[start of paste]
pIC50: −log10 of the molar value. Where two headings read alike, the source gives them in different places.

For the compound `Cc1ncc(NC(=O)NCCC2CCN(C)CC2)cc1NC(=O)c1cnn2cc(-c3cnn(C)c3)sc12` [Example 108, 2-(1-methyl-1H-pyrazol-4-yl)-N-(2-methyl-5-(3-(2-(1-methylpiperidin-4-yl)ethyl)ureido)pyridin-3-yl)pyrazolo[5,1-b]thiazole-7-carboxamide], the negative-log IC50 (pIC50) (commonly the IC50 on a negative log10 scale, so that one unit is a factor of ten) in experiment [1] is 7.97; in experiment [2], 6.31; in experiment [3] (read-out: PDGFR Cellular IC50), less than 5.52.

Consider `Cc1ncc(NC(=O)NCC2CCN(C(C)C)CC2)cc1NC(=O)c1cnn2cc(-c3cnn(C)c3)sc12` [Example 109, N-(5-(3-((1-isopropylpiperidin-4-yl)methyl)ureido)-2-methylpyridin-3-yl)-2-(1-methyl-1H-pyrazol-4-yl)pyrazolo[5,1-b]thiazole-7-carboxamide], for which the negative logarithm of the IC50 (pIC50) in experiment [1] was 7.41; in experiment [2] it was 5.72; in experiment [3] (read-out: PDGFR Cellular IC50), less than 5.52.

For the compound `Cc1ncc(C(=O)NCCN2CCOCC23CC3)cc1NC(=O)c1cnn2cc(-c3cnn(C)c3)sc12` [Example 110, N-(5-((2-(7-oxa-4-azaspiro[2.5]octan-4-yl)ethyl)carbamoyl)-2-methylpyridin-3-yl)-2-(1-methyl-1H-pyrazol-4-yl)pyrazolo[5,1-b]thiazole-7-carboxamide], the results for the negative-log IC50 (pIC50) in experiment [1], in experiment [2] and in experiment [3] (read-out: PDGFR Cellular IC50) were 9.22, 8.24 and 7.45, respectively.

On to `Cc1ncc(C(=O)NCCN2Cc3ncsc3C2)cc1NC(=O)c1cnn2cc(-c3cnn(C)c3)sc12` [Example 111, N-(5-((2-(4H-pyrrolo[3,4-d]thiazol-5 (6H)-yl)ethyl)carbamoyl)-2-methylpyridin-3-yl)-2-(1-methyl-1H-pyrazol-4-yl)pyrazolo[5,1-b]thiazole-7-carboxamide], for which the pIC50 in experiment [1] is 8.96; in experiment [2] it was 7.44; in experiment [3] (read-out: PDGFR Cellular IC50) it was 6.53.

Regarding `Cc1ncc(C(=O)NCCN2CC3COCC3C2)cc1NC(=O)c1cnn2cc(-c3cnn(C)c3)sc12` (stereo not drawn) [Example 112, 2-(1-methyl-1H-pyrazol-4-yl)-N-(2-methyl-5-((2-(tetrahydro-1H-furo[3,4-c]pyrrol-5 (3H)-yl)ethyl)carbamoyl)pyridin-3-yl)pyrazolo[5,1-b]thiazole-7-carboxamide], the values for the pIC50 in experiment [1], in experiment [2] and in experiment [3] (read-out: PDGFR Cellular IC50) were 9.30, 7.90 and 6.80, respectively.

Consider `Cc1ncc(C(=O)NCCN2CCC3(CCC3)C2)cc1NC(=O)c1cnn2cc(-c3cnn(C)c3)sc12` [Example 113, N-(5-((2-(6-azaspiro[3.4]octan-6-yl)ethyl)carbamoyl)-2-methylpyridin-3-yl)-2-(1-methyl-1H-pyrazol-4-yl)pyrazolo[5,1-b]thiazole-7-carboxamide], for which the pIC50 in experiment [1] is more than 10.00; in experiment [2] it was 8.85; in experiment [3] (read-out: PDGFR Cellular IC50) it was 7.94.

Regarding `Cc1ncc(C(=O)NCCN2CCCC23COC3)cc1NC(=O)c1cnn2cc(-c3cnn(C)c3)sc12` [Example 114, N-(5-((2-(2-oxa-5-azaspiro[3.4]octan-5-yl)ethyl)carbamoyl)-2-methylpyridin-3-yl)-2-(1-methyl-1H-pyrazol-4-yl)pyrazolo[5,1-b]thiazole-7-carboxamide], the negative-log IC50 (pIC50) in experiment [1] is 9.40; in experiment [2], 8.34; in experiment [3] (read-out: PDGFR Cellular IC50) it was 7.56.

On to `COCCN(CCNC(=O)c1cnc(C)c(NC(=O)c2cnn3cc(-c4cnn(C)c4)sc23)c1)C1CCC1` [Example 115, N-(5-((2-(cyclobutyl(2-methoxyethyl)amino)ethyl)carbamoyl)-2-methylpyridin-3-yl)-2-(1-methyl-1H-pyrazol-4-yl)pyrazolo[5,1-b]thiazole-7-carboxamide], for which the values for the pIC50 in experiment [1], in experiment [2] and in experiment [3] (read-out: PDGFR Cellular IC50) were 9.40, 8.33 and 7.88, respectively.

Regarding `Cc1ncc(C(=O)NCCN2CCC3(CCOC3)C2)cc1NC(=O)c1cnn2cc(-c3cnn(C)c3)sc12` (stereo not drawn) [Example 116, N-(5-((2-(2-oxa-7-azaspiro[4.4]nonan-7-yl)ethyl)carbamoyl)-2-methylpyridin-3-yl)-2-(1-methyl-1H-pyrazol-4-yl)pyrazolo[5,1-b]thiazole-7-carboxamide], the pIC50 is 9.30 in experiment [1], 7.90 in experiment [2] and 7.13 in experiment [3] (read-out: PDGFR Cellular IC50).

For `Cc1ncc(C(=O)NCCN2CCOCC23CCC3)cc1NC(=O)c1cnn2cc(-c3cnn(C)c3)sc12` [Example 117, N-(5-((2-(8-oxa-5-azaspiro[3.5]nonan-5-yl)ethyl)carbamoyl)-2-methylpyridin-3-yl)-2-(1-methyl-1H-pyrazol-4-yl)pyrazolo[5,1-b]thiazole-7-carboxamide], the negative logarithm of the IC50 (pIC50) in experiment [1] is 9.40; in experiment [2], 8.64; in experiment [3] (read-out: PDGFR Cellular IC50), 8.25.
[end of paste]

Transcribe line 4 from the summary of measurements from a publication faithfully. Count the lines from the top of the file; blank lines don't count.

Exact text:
For the compound `Cc1ncc(C(=O)NCCN2CCOCC23CC3)cc1NC(=O)c1cnn2cc(-c3cnn(C)c3)sc12` [Example 110, N-(5-((2-(7-oxa-4-azaspiro[2.5]octan-4-yl)ethyl)carbamoyl)-2-methylpyridin-3-yl)-2-(1-methyl-1H-pyrazol-4-yl)pyrazolo[5,1-b]thiazole-7-carboxamide], the results for the negative-log IC50 (pIC50) in experiment [1], in experiment [2] and in experiment [3] (read-out: PDGFR Cellular IC50) were 9.22, 8.24 and 7.45, respectively.